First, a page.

In the summer of 2014, several descendants of Solomon Northup, whose story in slavery was depicted in the recent Oscar-winning movie, 12 Years A Slave, visited Swem Library to see the diary kept by Florence A. Barber, the daughter of Philip and Margaret Anne Stanton and granddaughter of Solomon Northup. At the end of the movie, it was Florence’s mother, Margaret Anne, who presents her first born, Solomon Northup Stanton, to her father.
Scherenschnitte, meaning “scissor cuts” in German, is the art of paper cutting. The designs are frequently symmetrical, and are often used to create silhouettes and valentines. This European tradition was developed in sixteenth century Switzerland and Germany, and immigrants brought the designs to Colonial America in the eighteenth century. Paper cutting traditions also exist in many other cultures. For example, China’s paper cutting techniques, perhaps the world’s oldest, date from the sixth century.
The first Phi Beta Kappa Hall was erected in 1926 to mark the 150th anniversary of the founding of the Phi Beta Kappa Fraternity, the first Greek letter fraternity, and to honor the 50 founders. All but one were Virginians and with one exception were students the College. Elisha Parmele of Connecticut was conducting a school in Virginia after his graduation from Harvard in 1778. When he returned to the north in 1780 he took two charters, one for the Alpha of Massachusetts at Harvard and the other for an Alpha of Connecticut at Yale. These 2 branches were organized within 18 months and saved the fraternity from extinction. The Alpha at William and Mary was forced to disband on January 6, 1781, when a British force began devastating the peninsula during the American Revolution.
For the past few months, we have been working to translate the W&M Hip Hop Collection into an exhibit titled Re-Mixing the Old Dominion: 35 Years of Virginia Hip Hop History and Culture. In addition to selecting the “stuff” to showcase the collection and the history of Virginia hip-hop, a completely different set of skills are also needed to create a successful exhibit. The process of creating an exhibit entails a level of organization, public writing, and display techniques that are different from curating and archiving a collection.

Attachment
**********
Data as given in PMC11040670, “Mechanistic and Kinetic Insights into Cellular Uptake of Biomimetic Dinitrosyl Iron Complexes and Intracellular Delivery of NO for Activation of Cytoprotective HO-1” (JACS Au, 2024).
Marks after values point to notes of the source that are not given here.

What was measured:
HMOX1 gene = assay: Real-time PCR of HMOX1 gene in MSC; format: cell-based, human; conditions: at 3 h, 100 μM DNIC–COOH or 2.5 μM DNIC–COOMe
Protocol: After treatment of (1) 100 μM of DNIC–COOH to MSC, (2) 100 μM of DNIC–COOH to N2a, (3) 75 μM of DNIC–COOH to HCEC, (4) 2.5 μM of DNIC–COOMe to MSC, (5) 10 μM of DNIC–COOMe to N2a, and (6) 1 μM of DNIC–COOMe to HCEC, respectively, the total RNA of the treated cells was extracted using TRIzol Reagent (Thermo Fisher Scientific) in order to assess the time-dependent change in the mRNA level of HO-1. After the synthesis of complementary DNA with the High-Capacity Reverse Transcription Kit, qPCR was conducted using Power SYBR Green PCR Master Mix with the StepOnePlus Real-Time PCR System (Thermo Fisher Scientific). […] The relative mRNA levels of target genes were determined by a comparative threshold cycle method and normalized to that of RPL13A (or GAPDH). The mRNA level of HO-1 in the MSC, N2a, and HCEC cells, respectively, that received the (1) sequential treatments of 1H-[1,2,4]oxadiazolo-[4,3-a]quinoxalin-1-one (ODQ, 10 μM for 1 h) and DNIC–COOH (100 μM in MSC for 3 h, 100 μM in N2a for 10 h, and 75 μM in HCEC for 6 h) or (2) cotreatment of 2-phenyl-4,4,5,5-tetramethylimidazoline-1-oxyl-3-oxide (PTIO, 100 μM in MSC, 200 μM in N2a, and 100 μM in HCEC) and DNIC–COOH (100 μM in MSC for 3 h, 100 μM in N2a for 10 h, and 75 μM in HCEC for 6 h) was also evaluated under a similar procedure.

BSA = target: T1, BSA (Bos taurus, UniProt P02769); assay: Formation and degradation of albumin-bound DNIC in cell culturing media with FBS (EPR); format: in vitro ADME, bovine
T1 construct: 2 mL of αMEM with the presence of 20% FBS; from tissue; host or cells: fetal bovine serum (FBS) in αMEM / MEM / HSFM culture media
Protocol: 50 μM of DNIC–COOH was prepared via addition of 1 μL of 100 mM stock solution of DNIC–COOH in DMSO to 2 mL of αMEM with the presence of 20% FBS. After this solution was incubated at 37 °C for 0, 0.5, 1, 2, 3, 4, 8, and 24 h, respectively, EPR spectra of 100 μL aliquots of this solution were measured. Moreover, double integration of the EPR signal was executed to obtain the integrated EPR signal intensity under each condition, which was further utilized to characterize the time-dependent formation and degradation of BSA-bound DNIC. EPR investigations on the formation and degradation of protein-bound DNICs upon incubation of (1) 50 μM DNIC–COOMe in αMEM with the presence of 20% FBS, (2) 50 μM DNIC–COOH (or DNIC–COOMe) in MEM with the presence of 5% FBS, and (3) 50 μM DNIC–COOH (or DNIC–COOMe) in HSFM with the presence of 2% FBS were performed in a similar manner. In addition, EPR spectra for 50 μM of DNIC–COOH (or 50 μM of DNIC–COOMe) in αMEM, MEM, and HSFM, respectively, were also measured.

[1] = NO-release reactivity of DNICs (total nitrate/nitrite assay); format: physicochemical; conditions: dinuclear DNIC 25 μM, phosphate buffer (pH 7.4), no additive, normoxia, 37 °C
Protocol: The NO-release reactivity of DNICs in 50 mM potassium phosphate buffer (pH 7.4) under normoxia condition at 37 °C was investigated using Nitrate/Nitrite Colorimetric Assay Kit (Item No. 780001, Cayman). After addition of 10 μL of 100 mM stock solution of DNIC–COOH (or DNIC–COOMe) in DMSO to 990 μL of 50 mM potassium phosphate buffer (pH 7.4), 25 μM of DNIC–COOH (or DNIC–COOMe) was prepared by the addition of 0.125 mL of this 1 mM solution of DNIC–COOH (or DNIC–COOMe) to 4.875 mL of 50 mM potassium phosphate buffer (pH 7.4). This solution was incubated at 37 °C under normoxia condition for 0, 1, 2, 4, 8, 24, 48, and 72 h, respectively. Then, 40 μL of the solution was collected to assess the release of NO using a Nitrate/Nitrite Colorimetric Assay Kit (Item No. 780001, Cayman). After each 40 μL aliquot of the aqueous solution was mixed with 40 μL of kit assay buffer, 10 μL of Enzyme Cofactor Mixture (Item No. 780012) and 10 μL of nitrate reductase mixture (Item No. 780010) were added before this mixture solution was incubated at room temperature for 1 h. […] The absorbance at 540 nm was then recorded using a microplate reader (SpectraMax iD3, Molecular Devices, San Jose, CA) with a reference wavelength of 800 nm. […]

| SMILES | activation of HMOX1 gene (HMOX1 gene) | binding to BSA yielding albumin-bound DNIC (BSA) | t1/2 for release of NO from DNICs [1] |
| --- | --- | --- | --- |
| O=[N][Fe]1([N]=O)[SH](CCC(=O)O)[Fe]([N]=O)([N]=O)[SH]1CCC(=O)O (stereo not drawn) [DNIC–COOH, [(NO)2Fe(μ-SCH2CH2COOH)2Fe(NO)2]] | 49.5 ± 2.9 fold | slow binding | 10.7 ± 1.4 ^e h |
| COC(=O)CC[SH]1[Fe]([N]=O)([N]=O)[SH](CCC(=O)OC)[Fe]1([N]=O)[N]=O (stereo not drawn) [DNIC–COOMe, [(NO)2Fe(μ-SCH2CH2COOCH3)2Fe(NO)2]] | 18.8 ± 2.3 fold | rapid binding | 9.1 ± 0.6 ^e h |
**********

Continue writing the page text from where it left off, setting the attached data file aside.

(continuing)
The Lane Carlson Papers came to Swem Special Collections in 2012 in several large boxes, filled with what at first glance appeared to be just stacks and stacks of mundane letters from a small-town girl to her parents. This could not be further from the truth. Bonnie Elaine “Lane” Carlson, a native of Scotts Bluff Nebraska, was actually a writer, radio performer, globe-trotting professional woman, veteran of the World War II Women’s Army Corps, and one of the first five female colonels in the US Army. Her letters are full of entertaining banter, reflections on historical events happening around her, and insights into the culture and attitudes of mainstream America at the time. But there is a great deal more to this collection than just her letters.
On October 19, 2014 at Dinwiddie Court House, a Virginia historical marker was dedicated to Elizabeth Hobbs Keckley (also spelled Keckly). Elizabeth, or ‘Lizzy’ Keckley was born near Petersburg and was a slave on the Burwell Plantation. Her father was Armistead Burwell, the master of the plantation and her mother was a slave woman. She took the name of her slave father George Hobbs. Elizabeth Keckley had a son, George Keckley, who was killed at the Battle of Wilson’s Creek, Missouri, during the first year of the Civil War. As the offspring of a white father, Alexander Kirkland, who had raped his mother, George Keckley passed as white and was thus able to enlist in the Union army at a time of the war when blacks were prohibited from doing so.
“Like Dorry, I have decided to keep a journal. It seems to me a very pleasant thing to write down the occurrences of one’s life so that one can read them later.” So writes twenty-year-old Rosanna May Munger in 1886 (January 1 1886, Diary #1). Rose, as she preferred to be called, would go on recording the rhythms of her daily routine until 1945, providing the modern reader with a unique window into the religious, social, and cultural life of an unmarried woman over several decades.
Through the work of our student assistants, volunteers, and staff, Special Collections has recently reprocessed, digitized, and made the Powell Family Papers, Hepburn Addition available online. The bulk of the collection consists of the correspondence of Leven Powell, U.S. President James Madison, Charles Leven Powell, Charles Leven Powell, Jr., Selina Powell Hepburn, and others. Some of the subjects discussed in the letters include the American Revolution, slavery, the Presidential Election of 1800, the American Civil War, and early American politics. Scans of the collection are now available in the William & Mary Digital Archive.
Each week during the semester, Special Collections hosts multiple class sessions to allow students hands-on access to primary source materials relevant to their course’s subject matter. This week, Professor Xin Wu brought her ARTH 397 students into Special Collections to view facsimile artwork as part of her Chinese Painting class, which is being offered for the first time this fall.